In early February, the Conservation Department did its yearly inspection of the Dymaxion House with the assistance of Historic Operating Machinery Specialist Tim Brewer. As you’ll recall, it is truly a “tension” structure; the “cage” actually hangs the house off of the central mast. Every year we compare measurements of the cage rings to see what might be out of alignment. We also measure the tension on critical cables and adjust them as necessary.
I am pleased to report that our repairs from two years ago are holding up well. We learned from our engineering study last year that the expected longevity of the repaired beams is excellent. We continue to monitor for any new cracks both visually and with permanently installed wire gauges.
Things went so well with the regular inspection that we were able to make a few improvements.
We installed our prototype version of the “neoprene gutter”. This is the sheet-rubber trough located above the windows inside the house. It was supposed to collect water that would trickle down from the u-shaped “carlins” supporting the roof and carry it to a tank under the house via the black downspout near the back kitchen door.
During our original restoration of the house back in 2000, we decided not to attempt the gutter. Although we found various design plans by Buckminster Fuller’s engineers, we had no proof that they were successful. It was probably one of the “unfinished details” that Bucky was doggedly trying to solve and that eventually helped to scuttle the Dymaxion Dwelling Machine company back in 1946. Yet without that internal gutter, the rain-collection function of the carlins (the U-shaped roof supports) was difficult to interpret. We're happy with our new mock-up gutter.
The new light-color-changing switch located under the “ovolving shelves” is working well, too. The color of the light can be changed. This was a feature that Buckminster Fuller wrote about while he was designing the house.
Clara Deck is Senior Conservator at The Henry Ford. Clara was part of the original team that restored the Dymaxion House at Henry Ford Museum and is still caring for it 13 years after it opened to the public.
At The Henry Ford, Conservation’s job is to maintain artifacts as close to original condition as possible while also ensuring access. The Dymaxion House is a fairly fragile aluminum structure, and a very popular exhibit, which makes preservation a little bit of a challenge.
Last year we did some rather major surgery on the Dymaxion House. We opened up the floor and patched all 96 aluminum floor beams to reinforce them where many had developed cracks.
As I explained in past blog posts, linked below, the damages were found primarily on the heavy-traffic side of the house, where our guests walk through. The repair job in 2012 took two months of hard work.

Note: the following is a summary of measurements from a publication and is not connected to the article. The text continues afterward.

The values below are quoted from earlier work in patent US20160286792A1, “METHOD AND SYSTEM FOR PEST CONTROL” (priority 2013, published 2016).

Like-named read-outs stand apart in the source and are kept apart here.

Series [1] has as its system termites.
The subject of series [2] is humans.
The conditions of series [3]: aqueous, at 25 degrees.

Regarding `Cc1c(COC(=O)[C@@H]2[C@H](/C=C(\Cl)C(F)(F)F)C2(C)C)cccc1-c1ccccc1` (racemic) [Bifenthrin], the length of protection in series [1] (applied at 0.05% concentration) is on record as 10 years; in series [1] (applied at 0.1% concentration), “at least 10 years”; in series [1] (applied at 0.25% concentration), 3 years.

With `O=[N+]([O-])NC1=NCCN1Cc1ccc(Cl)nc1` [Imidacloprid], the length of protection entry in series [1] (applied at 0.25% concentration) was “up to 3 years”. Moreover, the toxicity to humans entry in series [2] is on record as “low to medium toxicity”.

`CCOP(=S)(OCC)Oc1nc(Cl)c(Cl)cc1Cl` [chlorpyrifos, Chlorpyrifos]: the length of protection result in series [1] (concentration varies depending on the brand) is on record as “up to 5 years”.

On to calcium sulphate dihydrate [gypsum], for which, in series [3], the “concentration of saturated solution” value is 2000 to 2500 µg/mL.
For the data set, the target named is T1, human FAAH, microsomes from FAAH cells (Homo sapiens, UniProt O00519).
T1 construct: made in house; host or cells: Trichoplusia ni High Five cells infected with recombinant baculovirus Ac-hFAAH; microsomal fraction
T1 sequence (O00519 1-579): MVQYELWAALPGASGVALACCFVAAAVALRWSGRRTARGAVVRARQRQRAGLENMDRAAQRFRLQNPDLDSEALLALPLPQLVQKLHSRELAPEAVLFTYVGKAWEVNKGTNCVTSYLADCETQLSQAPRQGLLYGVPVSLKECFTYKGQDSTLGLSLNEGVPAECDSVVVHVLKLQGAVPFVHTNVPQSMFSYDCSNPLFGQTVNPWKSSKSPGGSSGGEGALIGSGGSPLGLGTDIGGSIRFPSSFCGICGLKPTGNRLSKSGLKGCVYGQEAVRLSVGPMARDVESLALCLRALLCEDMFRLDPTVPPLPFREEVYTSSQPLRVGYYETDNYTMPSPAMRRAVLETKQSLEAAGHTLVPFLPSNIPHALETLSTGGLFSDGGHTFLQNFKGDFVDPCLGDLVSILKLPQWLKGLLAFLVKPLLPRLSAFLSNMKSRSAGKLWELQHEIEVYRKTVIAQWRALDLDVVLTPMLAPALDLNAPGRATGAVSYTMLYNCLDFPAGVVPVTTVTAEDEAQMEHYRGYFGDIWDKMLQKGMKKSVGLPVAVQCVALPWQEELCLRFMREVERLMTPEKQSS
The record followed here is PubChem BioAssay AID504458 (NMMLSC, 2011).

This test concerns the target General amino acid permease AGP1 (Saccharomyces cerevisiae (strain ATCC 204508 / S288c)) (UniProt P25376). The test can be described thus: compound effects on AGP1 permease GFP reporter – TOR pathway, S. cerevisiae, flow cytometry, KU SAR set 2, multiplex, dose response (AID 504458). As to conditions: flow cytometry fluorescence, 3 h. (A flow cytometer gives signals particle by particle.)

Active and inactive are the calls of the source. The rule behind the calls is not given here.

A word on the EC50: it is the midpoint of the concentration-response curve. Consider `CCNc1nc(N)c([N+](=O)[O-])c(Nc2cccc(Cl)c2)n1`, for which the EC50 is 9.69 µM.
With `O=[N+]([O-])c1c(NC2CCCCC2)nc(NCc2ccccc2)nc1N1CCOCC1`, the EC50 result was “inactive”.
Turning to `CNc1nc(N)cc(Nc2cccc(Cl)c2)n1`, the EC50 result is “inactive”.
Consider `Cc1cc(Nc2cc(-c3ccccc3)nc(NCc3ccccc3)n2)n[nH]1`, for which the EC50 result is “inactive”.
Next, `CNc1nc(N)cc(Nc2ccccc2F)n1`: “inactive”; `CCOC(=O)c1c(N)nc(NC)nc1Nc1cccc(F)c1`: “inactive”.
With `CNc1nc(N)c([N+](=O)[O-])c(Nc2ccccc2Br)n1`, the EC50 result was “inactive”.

After all that effort, how do we ensure that this kind of damage won’t progress?
This year we are setting up some cool monitoring devices that will help us understand the house better.
All metal structures move. We want to figure out how our beams are moving, and whether the structure can continue to withstand the forces we apply to it.
Under the guidance of our own engineer, Richard Jeryan, who is retired from Ford Motor Company, and with the generous assistance of Ford Senior Chassis Test Engineer Dave Friske and two skilled technicians, Instrumentation Expert Walter Milewsky and Fastener Lab Technician Richard Talbott, we are installing stress and strain gauges along with crack detection and propagation gauges.
These gauges are the kind of very precise instrument used by engineers to find out how structures perform. They are used to test automobile parts (even ones as small as bolts) during design, and are also used on buildings and bridges.
Strain gauges are used to measure the amount of deformation (strain) when a building is loaded. Put another way, stress is a measurement of the load on a material, strain is a measure of the change in the shape of the object that is undergoing stress. We will be recording a baseline stress on the beams with the house empty of people and collecting our strain data on a busy week in the museum (like the Fouth of July!).
The crack detection gauges will alert us to a crack that is starting, and the propagation gauges will tell us how quickly a new crack is progressing.
These tiny devices are glued onto the beams and wires soldered onto them so that electrical resistance can be monitored with special equipment. Engineers gather the electrical resistance data and use formulas to calculate the degree and character of stress. We are applying the gauges in a number of locations to gather the best overall picture of how the beams move.
We also measured the deflection of the structural wire “cage” using a fancy laser-level and we recorded the data. This will enable us to compare yearly readings during our annual inspection to determine how the cage may be moving.
This is science and technology – working for preservation.
Clara Deck is a Senior Conservator at The Henry Ford.